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Ramblin' Anne Sees Change, Adopts New Moniker



In the blessed off-season on Chincoteague Island, the beach is vacant, the mini-golf is shuttered, the restaurants have gone fishing signs on their doors. The waterfowl have overtaken the island.


I listen to their honk and squawk from down on the floor, in Downward Dog, which is where I start each day, the V of my body pointed to the ceiling.


In the throes of another scoliosis flareup, I live and breathe for this soothing body movement, one of few ways to fight gravity. In the stillness, blood rushing into my head, oxygen seeping into tight crevices between vertebrae, a thought knocks me over like a feather:


Pain is your teacher.


I exhale hot lion’s breath through a curtain of hair.


I thought I WAS over this…this congenital curse, this twisted condition. Got a clean bill of health from the spine surgeon just last month. The new Xrays showed no perceptible difference to the old ones.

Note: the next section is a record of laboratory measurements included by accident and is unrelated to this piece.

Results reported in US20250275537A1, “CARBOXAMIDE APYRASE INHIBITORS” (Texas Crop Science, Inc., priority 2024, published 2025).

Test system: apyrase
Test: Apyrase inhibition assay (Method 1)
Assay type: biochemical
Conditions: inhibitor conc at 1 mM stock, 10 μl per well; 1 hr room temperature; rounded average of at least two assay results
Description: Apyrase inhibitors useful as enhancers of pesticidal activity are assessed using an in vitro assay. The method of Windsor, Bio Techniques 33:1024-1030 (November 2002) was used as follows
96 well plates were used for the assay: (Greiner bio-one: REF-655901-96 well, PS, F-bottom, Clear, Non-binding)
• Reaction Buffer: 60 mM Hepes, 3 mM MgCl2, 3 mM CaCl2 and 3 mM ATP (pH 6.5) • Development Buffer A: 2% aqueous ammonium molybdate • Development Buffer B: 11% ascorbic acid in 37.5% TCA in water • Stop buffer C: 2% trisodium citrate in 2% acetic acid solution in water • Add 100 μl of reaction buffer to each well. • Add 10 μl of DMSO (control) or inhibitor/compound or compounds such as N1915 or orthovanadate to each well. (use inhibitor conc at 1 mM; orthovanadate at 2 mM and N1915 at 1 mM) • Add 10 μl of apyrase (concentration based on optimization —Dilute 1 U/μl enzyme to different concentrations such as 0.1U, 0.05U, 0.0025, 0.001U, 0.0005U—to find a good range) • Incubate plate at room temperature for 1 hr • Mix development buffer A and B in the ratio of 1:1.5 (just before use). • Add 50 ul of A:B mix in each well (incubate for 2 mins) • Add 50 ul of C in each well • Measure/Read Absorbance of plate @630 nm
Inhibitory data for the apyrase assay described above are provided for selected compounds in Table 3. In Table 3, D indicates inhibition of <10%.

Caroline My Blessed Crooked Spine was not, by objective standards, getting any worse. And I felt great! I’d made across country and back – 27 states, 10,000 road miles, hundreds of hiking miles through the High Sierras, the Sawtooth, Joshua Tree, The Grand Staircase Escalante.


I have since degenerated. I don’t know when or why or how. The pain radiates, stings, burns, aches, screams through my body every single day; I can hardly stand at the counter to prepare a meal, at the sink to brush my teeth.


On the yoga mat, I rest back on my haunches and fold into child’s pose. Tears rise up my throat. The gulls over the channel caw. My hipbones crack into place.

Over the past year, though yoga and diet, visits with shaman, chi masters, acupuncturists, massage therapists, tarot readers, karma cleansing, mineral hot springs – I healed myself. It was miraculous. I was out of pain – I had rebuilt my confidence and strength. On top of the world at 12,000 feet on Mammoth Crest in the High Sierras, I’d declared victory!



You’re in training for old age, calls the maritime wind howling outside my window.


I sit up on my shins, Hero's Pose, blinking into the cloudy bright sky. The heat of resistance spreads through my torso. “I’m not old,” I frown, jaw clenched.


It’s time. We’re moving into a new phase. Don’t worry. Remain curious.